The most common thing that slows down a traveler at a Transportation Security Administration (TSA) checkpoint is having a prohibited item in a carry-on bag, and with passenger volume nationwide exceeding pre-pandemic levels and with recent checkpoint volume often topping 2.5 million travelers per day, it is even more important for travelers to “Know Before You Go” by knowing the contents of their carry-on bags and ensuring that everything packed inside is permitted to be carried onto a flight.
“We are seeing a lot of travelers arrive at our checkpoints with beverages and other liquids, gels, aerosols, and spreadables larger than the limit allowed,” Johnson says. “It’s important to remember that liquids, gels, aerosols, and spreadables are limited to 3.4 ounces in one clear quart-sized bag in carry-on bags. Finish that bottle of water, energy drink, or cup of coffee before you get to the checkpoint. Pack the larger shampoo, toothpaste, sunblock, and hair gel in a checked bag.
“We also are seeing a lot of knives,” he added. “If you must travel with a knife, please pack it in your checked bag.”
TSA’s advice is that when a traveler is ready to pack for a trip, it is best to start with an empty bag so the passenger knows with certainty what they have inside and they know that there is nothing prohibited in a side pouch, zippered pocket or just in the bottom of a bag. That goes for backpacks, roller bags, handbags, messenger bags, shoulder bags, laptop bags, duffle bags, and other carry-on bags or luggage.
TSA offers five convenient ways to determine if an item should be packed in a carry-on bag, checked bag, or neither.
- Visit the TSA’s homepage: TSA has a great feature on its homepage. In the upper right-hand corner of the homepage, it says, “What Can I Bring?” Click on those words, type in an item, and it will let you know where it should be packed.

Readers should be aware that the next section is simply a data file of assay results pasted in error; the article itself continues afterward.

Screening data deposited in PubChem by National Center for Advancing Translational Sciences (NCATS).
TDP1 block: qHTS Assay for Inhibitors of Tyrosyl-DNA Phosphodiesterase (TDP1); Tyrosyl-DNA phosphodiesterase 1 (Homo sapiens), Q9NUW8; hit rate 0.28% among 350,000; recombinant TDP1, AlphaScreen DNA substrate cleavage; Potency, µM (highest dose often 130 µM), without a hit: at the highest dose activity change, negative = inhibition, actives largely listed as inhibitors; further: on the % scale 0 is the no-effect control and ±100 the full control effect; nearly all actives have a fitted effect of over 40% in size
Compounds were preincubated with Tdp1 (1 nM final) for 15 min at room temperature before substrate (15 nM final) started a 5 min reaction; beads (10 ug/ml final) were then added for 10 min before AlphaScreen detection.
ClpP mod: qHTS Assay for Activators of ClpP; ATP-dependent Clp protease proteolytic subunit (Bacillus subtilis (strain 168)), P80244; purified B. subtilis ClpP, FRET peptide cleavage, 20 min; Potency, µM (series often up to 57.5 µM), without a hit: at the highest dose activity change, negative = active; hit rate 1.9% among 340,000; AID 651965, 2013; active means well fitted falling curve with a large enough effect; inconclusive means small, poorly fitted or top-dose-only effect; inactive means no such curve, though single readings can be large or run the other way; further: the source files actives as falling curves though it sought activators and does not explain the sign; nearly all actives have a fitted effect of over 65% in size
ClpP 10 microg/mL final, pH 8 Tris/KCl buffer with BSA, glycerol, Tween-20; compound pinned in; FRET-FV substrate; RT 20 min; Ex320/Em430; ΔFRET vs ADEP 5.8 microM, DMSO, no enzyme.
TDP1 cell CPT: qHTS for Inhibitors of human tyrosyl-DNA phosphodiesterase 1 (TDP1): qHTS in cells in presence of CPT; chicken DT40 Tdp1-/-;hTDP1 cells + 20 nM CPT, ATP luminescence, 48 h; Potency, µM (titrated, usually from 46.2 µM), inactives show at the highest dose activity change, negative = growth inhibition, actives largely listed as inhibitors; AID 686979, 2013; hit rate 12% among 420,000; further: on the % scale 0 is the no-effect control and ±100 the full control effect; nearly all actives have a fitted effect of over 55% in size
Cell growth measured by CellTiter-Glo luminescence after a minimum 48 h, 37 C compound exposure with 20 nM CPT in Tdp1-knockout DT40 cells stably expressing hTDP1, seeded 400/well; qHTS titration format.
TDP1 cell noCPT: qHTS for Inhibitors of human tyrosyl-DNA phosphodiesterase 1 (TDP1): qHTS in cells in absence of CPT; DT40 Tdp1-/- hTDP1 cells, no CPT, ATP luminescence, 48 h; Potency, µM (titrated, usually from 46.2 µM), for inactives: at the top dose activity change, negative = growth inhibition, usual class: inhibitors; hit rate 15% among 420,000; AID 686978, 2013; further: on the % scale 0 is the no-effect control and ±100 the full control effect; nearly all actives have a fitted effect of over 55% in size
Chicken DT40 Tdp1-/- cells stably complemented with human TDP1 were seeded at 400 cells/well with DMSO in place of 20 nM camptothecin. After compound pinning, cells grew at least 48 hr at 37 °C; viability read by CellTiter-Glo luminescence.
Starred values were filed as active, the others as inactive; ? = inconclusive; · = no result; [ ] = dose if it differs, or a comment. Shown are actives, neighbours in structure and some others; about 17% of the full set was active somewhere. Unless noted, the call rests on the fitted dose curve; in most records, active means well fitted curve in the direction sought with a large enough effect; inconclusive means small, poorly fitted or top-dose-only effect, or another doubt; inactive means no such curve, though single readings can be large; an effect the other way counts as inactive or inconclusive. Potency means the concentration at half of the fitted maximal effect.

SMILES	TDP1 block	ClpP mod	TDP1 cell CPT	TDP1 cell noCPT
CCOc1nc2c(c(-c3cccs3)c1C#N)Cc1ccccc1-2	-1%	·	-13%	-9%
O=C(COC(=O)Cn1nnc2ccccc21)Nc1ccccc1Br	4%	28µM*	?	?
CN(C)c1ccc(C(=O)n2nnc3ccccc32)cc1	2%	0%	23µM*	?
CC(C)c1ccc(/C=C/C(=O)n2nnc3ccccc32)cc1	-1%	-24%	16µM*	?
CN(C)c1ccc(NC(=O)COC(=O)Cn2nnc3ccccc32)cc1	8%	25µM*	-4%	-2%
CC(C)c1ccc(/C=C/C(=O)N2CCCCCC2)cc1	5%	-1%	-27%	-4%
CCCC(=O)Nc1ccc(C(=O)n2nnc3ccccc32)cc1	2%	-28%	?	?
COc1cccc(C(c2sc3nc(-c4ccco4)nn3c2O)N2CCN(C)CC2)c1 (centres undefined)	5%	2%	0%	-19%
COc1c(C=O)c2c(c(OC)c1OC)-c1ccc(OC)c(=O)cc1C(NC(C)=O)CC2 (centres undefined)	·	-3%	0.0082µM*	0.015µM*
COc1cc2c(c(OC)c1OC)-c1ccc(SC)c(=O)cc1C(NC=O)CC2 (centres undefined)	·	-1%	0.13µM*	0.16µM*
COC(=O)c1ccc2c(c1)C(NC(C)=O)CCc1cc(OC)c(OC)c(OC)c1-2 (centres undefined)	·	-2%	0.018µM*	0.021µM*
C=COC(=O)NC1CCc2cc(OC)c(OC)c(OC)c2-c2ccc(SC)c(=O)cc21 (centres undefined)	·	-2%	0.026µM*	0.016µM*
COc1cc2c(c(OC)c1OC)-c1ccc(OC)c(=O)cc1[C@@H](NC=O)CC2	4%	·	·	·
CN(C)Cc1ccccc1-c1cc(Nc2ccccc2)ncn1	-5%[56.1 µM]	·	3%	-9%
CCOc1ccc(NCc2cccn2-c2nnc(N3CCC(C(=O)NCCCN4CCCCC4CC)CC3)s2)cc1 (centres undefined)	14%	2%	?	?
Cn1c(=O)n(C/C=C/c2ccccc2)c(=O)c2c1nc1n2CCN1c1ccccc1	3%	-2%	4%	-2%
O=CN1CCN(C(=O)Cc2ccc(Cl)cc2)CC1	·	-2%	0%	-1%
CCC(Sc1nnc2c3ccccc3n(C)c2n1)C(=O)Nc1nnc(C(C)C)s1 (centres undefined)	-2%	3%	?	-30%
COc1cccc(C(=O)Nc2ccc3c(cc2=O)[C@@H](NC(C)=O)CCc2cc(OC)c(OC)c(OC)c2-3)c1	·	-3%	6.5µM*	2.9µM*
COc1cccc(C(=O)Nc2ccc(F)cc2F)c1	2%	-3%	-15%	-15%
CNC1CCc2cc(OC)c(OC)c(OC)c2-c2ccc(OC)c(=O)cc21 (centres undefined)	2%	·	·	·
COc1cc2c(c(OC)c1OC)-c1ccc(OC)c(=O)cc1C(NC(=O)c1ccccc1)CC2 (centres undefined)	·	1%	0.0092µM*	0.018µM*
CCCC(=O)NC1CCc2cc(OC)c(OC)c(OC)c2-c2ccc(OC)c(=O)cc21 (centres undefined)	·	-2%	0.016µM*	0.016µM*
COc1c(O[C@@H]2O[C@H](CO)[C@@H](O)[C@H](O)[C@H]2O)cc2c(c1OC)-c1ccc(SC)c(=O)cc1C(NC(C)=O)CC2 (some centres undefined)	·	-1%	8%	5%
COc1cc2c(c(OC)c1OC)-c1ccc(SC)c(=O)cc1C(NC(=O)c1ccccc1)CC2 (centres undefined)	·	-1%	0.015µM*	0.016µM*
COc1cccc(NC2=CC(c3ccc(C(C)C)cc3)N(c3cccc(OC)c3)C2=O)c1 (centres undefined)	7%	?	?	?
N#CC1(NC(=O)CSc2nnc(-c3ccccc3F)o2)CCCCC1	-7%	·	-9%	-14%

- Download the MyTSA app: TSA has a free downloadable app called MyTSA, which has a quick search function that lets you know which items you can bring with you through the checkpoint and onto the airplane. Not only that, but the app also enables travelers to check the delay information at their airports, check how busy the airport is likely to be on a specific day and time of travel based on historical data, and it lets people know which airports and airlines support TSA PreCheck.
- Tweet your question: TSA is very active on social media and has a popular Twitter account where travelers can send their questions: @AskTSA. Type in the item or send in a photo of the item to @AskTSA to inquire if the item can be packed in a carry-on or checked bag.
- Message a question via Facebook: TSA’s social media team is on Facebook and travelers can send in their question about where items should be packed via Facebook Messenger.
- Text your question: Travelers can send in a question to TSA via text message. Text “Travel” to AskTSA (275-872) to inquire where an item should be packed.
It’s also important to remember that even if an item is generally permitted, it may be subject to additional screening or not allowed through the checkpoint if it triggers an alarm during the screening process, appears to have been tampered with, or poses other security concerns.
“With a little planning and thought about how to pack passengers can help facilitate the TSA security screening process and ease a passenger’s travel experience at the airport,” says Scott T. Johnson, TSA’s Federal Security Director for Washington Dulles International Airport. “That’s why it is important to know what can be packed in carry-on and/or checked baggage before arriving at the airport.”